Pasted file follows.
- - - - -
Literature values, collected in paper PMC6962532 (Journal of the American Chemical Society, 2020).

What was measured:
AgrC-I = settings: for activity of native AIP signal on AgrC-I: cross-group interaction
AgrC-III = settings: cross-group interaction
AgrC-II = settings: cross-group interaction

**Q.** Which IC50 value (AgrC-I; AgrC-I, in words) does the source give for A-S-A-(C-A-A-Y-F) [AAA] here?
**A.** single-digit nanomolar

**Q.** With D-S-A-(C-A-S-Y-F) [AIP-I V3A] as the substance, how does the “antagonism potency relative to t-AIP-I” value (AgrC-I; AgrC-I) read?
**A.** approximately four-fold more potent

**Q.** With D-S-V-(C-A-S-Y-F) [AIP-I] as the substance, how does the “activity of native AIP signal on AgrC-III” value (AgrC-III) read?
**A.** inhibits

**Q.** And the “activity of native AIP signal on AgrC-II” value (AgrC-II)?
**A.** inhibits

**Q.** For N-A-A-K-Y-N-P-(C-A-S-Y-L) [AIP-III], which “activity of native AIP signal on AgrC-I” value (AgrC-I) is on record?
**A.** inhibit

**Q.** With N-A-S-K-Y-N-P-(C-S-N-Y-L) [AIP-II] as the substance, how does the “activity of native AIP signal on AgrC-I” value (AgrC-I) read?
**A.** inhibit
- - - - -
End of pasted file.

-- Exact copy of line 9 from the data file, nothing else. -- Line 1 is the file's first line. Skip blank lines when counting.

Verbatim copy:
**A.** approximately four-fold more potent